One of the key points that Peter Sims makes in Little Bets is that if you wait until your idea is perfect before you act on it, your chances of success are greatly reduced. This means that if you are trying to innovate, you have to be able to work with what you have right now.
When I worked at the radio station, we used to joke about the technical manager that fixed the control board using “a piece of string, a bandaid and a fish” – though I’m still a bit fuzzy on the role of the fish. In New Zealand, this spirit is captured by Number 8 Wire – the idea that anything can be fixed with a bit of barbed wire combined with Kiwi ingenuity.
Here’s another example from the surprisingly good and very well written book The Gospel According to Coco Chanel: Life Lessons from the World’s Most Elegant Woman by Karen Karbo:
… Bob Dylan, another master of self-invention tried once to explain his success: “I was just doing what I could with what I had where I was.” He was not just making it up as he went along; he was also using everything he stumbled upon. He was both weaving the rope and climbing it at the same time.
And so was Coco Chanel.
Most of us, when we land upon a great idea, a lifesaving idea, immediately turn it into our baby. And like our real-life babies, we only want the best for it. We love it. We coddle it. It’s our great idea, and who knows when we might have another one! We want to implement it at the right time with the best materials possible. We want the stars to be right.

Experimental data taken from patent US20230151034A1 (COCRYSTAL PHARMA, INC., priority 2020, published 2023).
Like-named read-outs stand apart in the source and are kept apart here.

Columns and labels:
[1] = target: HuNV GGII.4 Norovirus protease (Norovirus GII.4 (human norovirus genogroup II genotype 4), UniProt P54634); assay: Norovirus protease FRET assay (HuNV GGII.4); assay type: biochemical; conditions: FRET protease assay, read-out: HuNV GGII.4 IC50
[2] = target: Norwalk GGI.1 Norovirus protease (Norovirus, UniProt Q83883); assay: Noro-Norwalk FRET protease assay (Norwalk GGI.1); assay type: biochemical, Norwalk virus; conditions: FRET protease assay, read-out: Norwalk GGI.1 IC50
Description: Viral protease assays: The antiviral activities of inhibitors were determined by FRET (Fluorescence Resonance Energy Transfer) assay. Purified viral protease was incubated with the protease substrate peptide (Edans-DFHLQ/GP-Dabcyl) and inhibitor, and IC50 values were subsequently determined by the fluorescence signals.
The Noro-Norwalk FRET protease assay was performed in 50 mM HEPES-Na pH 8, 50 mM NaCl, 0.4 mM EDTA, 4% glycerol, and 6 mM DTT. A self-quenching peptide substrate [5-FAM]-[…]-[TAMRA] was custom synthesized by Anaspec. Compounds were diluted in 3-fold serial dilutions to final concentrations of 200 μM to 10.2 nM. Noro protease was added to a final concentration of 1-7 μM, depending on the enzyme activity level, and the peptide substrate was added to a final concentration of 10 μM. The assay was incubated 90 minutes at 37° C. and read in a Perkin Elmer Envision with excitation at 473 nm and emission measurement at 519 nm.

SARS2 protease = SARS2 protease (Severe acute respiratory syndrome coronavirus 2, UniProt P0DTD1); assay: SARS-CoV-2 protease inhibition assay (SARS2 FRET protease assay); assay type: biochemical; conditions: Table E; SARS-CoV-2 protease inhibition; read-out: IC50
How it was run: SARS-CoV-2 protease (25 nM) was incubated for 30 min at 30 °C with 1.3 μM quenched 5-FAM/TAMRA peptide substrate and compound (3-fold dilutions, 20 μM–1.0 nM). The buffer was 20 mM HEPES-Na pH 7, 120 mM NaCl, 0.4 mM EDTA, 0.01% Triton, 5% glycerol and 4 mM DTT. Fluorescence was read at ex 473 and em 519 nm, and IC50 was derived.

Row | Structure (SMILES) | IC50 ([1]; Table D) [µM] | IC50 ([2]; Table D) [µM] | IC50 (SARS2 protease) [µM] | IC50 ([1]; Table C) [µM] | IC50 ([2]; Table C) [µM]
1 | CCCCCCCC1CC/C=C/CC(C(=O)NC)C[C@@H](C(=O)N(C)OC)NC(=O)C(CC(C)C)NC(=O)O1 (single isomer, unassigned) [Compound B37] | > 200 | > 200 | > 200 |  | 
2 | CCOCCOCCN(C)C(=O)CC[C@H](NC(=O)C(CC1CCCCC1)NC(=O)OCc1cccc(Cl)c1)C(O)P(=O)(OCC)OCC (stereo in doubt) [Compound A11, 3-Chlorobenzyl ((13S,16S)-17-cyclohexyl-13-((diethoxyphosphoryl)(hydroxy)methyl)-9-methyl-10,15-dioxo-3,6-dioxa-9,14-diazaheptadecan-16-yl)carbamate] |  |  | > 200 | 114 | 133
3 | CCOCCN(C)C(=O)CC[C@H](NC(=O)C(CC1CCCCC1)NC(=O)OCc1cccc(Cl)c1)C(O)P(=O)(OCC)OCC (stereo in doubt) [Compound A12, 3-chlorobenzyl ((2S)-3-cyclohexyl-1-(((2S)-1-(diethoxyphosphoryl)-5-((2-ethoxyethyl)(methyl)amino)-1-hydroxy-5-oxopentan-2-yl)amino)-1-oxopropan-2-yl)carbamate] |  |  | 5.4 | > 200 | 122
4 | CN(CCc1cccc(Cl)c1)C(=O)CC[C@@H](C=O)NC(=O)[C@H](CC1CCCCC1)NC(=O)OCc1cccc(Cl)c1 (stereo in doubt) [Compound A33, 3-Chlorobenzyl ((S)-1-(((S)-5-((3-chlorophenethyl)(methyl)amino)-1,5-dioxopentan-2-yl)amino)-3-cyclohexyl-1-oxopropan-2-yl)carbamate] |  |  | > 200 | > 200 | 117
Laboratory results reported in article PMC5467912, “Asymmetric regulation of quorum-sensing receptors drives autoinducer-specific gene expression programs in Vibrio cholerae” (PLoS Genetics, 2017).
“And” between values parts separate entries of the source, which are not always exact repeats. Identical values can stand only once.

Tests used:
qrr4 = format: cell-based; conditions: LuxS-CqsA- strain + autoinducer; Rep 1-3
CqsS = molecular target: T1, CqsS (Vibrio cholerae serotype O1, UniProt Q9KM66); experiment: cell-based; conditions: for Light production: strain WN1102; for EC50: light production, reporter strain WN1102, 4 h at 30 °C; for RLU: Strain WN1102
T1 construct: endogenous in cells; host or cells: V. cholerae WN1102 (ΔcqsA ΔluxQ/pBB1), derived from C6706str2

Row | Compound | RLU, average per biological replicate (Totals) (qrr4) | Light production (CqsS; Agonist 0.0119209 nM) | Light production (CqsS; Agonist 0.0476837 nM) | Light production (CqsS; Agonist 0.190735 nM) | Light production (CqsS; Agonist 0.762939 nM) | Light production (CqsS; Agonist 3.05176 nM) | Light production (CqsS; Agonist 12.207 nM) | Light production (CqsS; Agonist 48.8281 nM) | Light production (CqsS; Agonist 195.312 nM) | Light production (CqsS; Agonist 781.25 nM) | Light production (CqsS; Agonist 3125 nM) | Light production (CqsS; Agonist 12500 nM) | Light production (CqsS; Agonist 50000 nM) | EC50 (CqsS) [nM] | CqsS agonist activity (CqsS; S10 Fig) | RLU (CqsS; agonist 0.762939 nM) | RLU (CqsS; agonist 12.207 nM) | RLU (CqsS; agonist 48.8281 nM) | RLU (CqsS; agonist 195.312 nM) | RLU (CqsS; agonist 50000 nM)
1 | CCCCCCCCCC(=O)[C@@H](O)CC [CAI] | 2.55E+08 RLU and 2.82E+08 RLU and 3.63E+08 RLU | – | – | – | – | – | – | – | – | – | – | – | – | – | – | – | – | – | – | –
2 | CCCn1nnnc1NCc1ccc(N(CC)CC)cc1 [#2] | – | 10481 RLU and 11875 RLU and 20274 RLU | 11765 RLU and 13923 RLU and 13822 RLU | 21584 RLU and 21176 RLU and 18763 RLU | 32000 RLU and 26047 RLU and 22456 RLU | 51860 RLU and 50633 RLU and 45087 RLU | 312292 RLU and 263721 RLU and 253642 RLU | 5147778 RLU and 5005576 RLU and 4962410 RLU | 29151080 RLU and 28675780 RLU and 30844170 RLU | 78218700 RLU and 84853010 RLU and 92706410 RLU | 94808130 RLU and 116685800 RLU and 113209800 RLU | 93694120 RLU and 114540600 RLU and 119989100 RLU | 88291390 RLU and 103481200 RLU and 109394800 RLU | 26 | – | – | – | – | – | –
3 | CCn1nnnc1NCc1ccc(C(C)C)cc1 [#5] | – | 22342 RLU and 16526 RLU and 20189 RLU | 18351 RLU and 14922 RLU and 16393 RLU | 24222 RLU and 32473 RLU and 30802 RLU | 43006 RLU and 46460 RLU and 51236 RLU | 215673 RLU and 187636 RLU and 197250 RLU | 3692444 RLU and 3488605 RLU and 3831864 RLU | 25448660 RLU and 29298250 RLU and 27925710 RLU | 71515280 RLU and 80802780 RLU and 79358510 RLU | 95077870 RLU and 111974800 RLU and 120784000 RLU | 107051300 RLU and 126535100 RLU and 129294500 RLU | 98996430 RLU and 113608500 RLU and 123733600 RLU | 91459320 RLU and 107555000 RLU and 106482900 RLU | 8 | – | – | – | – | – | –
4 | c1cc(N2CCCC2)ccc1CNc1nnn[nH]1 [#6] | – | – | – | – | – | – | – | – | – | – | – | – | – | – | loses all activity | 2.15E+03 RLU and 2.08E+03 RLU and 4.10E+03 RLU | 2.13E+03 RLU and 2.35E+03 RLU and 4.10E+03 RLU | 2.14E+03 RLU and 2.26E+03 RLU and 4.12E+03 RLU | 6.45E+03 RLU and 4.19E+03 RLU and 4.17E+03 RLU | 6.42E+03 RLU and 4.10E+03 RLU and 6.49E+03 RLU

But Chanel’s chutzpah dictated the opposite. She was going to reinvent the female wardrobe, and she was going to do it now with whatever was at hand.
Here are some key points:
- “Both weaving the rope and climbing it at the same time” is a great metaphor for innovation. It captures the imaginative leap that you have to make to execute a new idea. Even though new innovations usually come from connecting ideas that already exist, we’re still making this leap.
- Ideas actually are a bit like babies: this is a metaphor that I’ve used before myself. We can think of ideas as rare and precious, like one of our babies, or like an albatross chick. Or, we can think of them as numerous, like salmon eggs, where the key issue isn’t nurturing our single idea, but rather it is to figure out which idea is the good one.
- Finally, I love the just-get-to-work attitudes shown by both Dylan and Chanel. Sims is right in saying that waiting too long to execute an idea leads to failure. You can’t wait for permission to innovate. The way to find the good ideas is to try them out right now, using whatever resources you have available.
The odds were heavily stacked against Coco Chanel when she started out. And yet she really did reinvent women’s clothing (and she’d make a terrific topic for an Ada Lovelace Day post, which everyone should be thinking about now). She did it by having a series of great ideas (and a few that weren’t so good), and more importantly, by executing them to see which ones really were great.
That’s innovation – doing what you can, with what you have, where you are.